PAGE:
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U.S. rules out missile-defense link to treaty
The State Department said Thursday there will be no direct link between missile defenses and U.S. and Russian offensive strategic weapons cuts in the language of the nearly finished successor to the Strategic Arms Reduction Treaty, or START.
State Department spokesman P.J. Crowley said the treaty and text of the final agreement are still being negotiated and reports that the U.S. side in the talks will link missile defenses to START are untrue.
U.S. Ambassador to Russia John Beyrle stated on his Russian-language blog that the new treaty will refer to missile defenses in the text. The comment prompted reports from Moscow that the U.S. had made a concession to Russia on the issue, reports Mr. Crowley said were untrue.
"As we have made clear to the Russians through this negotiation, there is no direct link between [missile defense and strategic offensive arms]," Mr. Crowley said.
"The START agreement will in no way affect our deployment of missile defense assets in Europe as our announcement last week with Romania underscores," he said. "The deployments under the phased adaptive approach will be done faster than previously planned and protect all of Europe."
A U.S. official close to the negotiations said adding missile defenses to the text of the treaty would be a concession to Russia. In the past, U.S. negotiators had said all mention of missile defense would be restricted to the treaty's opening passages.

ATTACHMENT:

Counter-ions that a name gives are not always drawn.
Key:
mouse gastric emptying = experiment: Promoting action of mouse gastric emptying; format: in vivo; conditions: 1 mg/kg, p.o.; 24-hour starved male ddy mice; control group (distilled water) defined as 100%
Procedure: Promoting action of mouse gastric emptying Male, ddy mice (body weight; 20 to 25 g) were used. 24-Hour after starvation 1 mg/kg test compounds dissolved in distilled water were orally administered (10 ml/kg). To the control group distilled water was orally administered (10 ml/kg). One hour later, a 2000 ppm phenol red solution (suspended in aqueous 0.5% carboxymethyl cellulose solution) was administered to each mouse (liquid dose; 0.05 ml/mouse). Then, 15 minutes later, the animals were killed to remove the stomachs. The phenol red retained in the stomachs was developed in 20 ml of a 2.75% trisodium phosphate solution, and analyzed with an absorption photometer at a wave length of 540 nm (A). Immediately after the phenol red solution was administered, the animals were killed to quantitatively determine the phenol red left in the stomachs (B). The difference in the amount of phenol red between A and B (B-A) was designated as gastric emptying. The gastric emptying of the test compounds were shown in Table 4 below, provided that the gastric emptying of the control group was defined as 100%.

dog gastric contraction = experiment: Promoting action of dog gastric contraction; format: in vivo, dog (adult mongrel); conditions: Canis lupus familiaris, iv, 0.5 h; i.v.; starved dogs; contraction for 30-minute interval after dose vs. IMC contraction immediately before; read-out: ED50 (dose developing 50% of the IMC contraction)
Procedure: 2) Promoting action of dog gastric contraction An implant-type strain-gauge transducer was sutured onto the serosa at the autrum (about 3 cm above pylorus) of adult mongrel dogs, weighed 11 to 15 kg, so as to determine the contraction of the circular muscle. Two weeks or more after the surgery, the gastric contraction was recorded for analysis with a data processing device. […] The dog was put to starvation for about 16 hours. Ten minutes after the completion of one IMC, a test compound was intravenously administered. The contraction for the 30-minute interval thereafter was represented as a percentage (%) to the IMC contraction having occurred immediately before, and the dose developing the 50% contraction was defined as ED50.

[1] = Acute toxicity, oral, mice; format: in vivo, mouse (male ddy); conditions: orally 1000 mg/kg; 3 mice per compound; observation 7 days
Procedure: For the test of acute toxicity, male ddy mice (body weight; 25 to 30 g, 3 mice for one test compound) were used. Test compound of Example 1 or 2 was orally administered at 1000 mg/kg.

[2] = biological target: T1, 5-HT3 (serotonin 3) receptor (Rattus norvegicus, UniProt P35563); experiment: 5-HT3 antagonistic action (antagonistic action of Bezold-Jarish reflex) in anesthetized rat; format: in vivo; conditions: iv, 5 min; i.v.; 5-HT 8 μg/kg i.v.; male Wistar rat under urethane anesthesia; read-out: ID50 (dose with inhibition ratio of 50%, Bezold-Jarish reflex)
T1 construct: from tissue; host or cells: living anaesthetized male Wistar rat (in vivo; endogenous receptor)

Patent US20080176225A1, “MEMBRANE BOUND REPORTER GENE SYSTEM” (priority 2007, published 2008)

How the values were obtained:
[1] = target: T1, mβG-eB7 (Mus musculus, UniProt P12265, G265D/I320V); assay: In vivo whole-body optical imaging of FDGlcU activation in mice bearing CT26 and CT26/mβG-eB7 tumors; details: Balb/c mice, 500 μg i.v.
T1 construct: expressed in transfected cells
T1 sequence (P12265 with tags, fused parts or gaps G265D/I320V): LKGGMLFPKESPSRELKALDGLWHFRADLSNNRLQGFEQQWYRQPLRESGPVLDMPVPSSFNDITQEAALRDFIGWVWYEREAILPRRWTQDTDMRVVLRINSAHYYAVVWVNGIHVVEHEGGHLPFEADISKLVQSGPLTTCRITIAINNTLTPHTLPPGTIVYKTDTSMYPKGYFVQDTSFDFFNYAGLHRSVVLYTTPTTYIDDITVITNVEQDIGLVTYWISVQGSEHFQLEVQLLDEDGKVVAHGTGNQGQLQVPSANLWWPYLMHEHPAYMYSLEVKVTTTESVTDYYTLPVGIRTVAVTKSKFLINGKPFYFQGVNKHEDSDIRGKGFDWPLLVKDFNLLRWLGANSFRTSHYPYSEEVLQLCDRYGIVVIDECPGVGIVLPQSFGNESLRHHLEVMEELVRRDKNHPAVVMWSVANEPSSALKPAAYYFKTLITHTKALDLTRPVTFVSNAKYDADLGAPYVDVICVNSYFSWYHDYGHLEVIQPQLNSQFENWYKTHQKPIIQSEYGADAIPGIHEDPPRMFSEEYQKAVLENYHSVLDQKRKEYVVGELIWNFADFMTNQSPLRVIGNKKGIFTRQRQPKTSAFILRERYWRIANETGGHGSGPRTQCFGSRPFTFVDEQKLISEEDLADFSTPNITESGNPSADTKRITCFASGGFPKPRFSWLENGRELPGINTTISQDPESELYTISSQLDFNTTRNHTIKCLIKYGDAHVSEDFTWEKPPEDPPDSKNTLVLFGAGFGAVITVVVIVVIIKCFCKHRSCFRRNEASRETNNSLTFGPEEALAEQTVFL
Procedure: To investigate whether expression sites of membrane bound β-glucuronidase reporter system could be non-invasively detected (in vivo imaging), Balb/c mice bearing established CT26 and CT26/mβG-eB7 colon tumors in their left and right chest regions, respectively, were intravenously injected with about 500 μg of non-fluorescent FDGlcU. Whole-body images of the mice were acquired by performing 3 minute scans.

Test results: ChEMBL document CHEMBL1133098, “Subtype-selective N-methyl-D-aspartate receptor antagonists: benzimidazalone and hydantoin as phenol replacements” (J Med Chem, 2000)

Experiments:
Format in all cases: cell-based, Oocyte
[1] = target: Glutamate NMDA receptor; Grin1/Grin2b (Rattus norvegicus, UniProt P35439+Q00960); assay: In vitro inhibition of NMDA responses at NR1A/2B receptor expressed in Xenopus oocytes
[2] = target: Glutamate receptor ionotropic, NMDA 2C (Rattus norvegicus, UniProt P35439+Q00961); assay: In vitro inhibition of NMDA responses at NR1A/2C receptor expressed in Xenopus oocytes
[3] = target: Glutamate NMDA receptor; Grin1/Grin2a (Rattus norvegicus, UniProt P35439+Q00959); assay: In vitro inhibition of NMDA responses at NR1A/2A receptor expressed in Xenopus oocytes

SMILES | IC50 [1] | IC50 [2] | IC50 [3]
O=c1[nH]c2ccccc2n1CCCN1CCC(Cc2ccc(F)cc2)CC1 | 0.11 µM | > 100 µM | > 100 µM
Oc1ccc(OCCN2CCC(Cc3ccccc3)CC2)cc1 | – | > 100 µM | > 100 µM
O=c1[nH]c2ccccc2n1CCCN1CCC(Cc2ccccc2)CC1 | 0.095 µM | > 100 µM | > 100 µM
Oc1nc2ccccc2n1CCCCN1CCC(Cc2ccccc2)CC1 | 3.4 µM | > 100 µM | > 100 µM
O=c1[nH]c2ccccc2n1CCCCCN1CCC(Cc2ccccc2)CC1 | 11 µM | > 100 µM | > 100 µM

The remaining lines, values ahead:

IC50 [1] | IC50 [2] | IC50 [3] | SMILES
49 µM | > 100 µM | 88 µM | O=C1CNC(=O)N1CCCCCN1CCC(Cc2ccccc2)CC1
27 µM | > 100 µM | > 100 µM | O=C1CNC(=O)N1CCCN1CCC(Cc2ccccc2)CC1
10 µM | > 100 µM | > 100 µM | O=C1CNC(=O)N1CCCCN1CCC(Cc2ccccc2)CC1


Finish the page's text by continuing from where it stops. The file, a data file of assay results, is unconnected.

U.S. officials have said frequently that missile defenses planned for Europe - currently made up of long-range, ground-based interceptors and ship-based missiles - are not aimed at Russia's large number of missiles.
Missile defenses have been a sticking point in the START treaty negotiations as Moscow has demanded that the treaty address missile defenses in the context of offensive arms reductions, a position so far rejected by U.S. negotiators.
The Obama administration, partly as a concession to Russia, agreed last year to scrap plans for a long-range missile-defense interceptor site in Poland and related radar in the Czech Republic. Instead, the administration will deploy shorter-range missile defenses, including the sea-based SM-3 interceptor and a future ground-based version of the SM-3 in Poland.
On Feb. 4, Romania's President Traian Basescu announced that the government there had agreed to deploy medium-range missile interceptors for the U.S. missile-defense system. The interceptors could be operational by 2015.
The announcement prompted official expressions of concern from Russia's Foreign Ministry. A spokesman said the government was seeking clarification on the Romanian plan.
Russian Gen. Nikolai Makarov, chief of the general staff, on Tuesday said in Moscow that U.S. plans to put missile defenses in Europe threatened Russian national security and undermined Moscow's offensive missile forces, despite U.S. claims that the defenses are aimed at rogue regimes such as Iran and North Korea.
Gen. Makarov said the Russians view missile defenses "very negatively, because it could weaken our missile forces."
The general also said the new treaty "must take into account the link between defensive and offensive strategic weapons.
"This link is very close; they are absolutely interdependent. It would be wrong not to take the missile defense into account," he said in a Russian television statement.
About the Author
Bill Gertz is a national security columnist for The Washington Times and senior editor at The Washington Free Beacon (www.freebeacon.com). He has been with The Times since 1985.
He is the author of six books, four of them national best-sellers. His latest book, “The Failure Factory,” on government bureaucracy and national security, was published in September 2008.
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